Who are the Three Fires?
People have lived in Michigan for longer than anyone can remember. Before the French and British came here in the 1600s and 1700s, Michigan was home to several tribes. Michigan’s three largest tribes are the Ojibwe (also called Chippewa), the Odawa (also called Ottowa) and the Potawatomi (also called the Bode’wadmi). They share common language, customs and beliefs. Together, they are Anishinaabe, or “original people.” Hundreds of years ago, they created a partnership called the Three Fires.
Ojibwe are the “keepers of the ceremonies and song” in the Three Fires.
Odawa are the “keepers of the trade” in the Three Fires.
Potawatomi are the “keepers of the fire” in the Three Fires.
The Anishinaabe often lived in villages of dome-shaped houses called wigwams. Everyone that lived in the village worked together. In warmer months, people hunted and fished, built birch bark canoes, wove fishing nets and planted and harvested crops. In colder months, people moved around to find the resources they needed. They hunted and fished as well as trapped animals. They also harvested maple syrup and prepared for spring planting season.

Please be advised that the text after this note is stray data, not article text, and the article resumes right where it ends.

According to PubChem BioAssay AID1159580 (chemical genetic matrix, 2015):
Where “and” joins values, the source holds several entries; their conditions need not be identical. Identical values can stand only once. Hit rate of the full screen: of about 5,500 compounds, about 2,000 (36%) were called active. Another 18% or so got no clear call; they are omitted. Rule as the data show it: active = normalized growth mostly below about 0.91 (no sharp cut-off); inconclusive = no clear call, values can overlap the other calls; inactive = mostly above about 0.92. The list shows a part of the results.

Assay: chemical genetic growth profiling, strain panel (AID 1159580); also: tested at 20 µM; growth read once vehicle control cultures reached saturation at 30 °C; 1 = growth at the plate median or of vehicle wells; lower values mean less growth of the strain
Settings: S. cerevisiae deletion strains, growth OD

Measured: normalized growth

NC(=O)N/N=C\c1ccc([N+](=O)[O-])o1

Today, people of the Three Fires continue to share common language, customs and beliefs. Many of the same hunting, fishing, farming and harvesting traditions remain important to their way of life.
This story was adapted from an article in the Summer 2008 issue of Michigan History for Kids, a publication of the Michigan History Center.